So we want to create 100,000 jobs per year for the next 10 years. Let’s put the figure of the yearly raw labor cost (full-time yearly equivalent) at 14,000 euros (including social security, income tax and disposable income). Since in the private sector we still pay out 14 salaries per year, this is 1,000 euros cost per salary (which if we subtract employer’s contribution to social security, corresponds roughly to where the new government has said it will set the minimum wage).

14.000 euros X 100.000 jobs = 1,400,000,000 euros (EUR 1.4 bil) yearly. Now let’s remember undergraduate production theory that states the self evident, that output is given to the factors of production as payments. Remembering also the lessons from Growth Theory, the “traditional” split 2/3 (Labor) – 1/3 (Capital) should be adjusted to ~50-50, especially if we include Human capital in Capital. Since we have calculated payments to Labor at the minimum wage level, it is reasonable to do so.

The important thing to realize is that this “split” is not just a distributional issue -it also reflects how much capital services flow is needed in order to make production happen. So we want another EUR 1.4 bil in value of capital service flows yearly to make production corresponding to 100.000 jobs happen (and let’s assume that local/international demand for this production is guaranteed).

1st conclusion: to create 100,000 jobs yearly we need EUR 2.8 bil. additional Gross Domestic Product yearly (2013 prices).

Let’s assume that Capital lasts on average 10 years (which is reasonable since we are not talking about buildings as we will see below). Adopt the straight line method to calculate capital flows, and we arrive at

2nd conclusion: to create 100,000 jobs per year for the next 10 years, we need 14 billions of new capital investment every year for the next ten years, while keeping also wages fixed for the duration.

Currently (2013), gross capital formation stands at EUR 21 bil. But this is EUR 13 bil. less than consumption of fixed capital. We need this to remain constant so as not to lose additional jobs. So

3d conclusion: to create 100,000 net new jobs per year for the next 10 years, we need Investment to jump from EUR 21 bil.  to  EUR 48 bil yearly (EUR 13 bil. additional replacement-Investment  + EUR 14 bil for the new jobs).  This is a mere (48/21)-1 = 128% investment increase from current level.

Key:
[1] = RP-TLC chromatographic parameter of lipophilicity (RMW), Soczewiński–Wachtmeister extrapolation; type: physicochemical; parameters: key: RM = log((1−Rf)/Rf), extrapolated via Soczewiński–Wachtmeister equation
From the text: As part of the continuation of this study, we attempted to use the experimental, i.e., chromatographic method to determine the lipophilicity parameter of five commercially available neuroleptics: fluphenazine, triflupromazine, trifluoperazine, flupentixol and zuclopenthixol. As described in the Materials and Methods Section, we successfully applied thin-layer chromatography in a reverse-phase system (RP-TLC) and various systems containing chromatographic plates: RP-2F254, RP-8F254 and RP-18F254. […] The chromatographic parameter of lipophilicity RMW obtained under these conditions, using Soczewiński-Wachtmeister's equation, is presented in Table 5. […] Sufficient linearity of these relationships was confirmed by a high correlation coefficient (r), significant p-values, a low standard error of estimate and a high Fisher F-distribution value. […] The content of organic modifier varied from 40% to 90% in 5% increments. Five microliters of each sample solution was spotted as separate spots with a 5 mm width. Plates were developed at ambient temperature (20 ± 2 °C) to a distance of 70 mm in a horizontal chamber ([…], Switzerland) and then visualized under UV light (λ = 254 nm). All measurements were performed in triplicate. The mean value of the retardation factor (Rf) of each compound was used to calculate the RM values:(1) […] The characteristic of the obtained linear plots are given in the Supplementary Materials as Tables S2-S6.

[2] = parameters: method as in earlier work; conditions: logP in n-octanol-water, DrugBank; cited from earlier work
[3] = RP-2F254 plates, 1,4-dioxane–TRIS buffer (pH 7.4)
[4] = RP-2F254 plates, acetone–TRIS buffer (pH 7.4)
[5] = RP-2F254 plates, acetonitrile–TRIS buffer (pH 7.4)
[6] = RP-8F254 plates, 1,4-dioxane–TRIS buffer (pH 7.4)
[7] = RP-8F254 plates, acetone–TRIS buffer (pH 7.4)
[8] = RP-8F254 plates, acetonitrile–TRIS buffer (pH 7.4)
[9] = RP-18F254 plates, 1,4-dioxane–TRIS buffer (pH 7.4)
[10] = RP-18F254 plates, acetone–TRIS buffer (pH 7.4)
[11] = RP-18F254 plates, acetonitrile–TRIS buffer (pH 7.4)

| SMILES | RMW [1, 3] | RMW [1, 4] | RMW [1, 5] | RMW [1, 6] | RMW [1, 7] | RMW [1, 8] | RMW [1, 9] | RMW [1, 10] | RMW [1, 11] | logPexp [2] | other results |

2013 Gross Domestic Product was EUR 182 bil. So current gross capital formation stands at 20/182 = 11% of GDP, and we want it to go to

4th conclusion: to create 100,000 net new jobs per year for the next 10 years, investment must rise to 26% of DGP (permitted to gradually fall as GDP increases over the years).

Greece has seen 25% of DGP of gross capital formation for some years during the 2000’s – but 15 percentage points out of the 25 were due to residential housing -and no one should expect anything remotely close to this figure from that sector in the years to come.

5th conclusion: to create 100,000 net new jobs per year for the next 10 years, we need 25% of GDP in traditional, directly productive new investment -machinery, equipment, technology, training -every year.

Granted, currently there is idle capital due to the crisis. But a large part of it is residential houses, office and retail space and equipment, and low-level machinery. Granted also, there are natural resources, starting from the natural environment itself and its touristic potential. I am not in a position to estimate how much these can contribute to the + EUR 27 bil. needed in investment, but my feeling is not critically much.

How boring: where are international economics, European Union, financial markets, quantitative easing, exports, and all the rest of the sparkling heights of the modern global economic system?

Well, all these are just ways to get what is needed and manage the process. We can fight it out regarding how to do it, but we must know what, and more importantly, how much is needed. We may baptize it as we want, we may envision whatever scheme, system, process, mechanism we want -in the end it is +EUR 27 bil, and EUR 48 bil. total, of productive resources that somehow must be invested in this land, yearly, for 10 years in a row.

But hey, in this modern international economy that we live in, productive resources can come from somebody else’s present in exchange for our future: this is my fancy way of talking about debt. And since in this scenario the public sector has no debt, we can borrow the funds, right? Isn’t this what “modern states do”? I will comment on this prospect, that I am pretty certain it is under consideration in some corners with the current debt being alive and well and not frozen, with another picture:

Sisyphus brain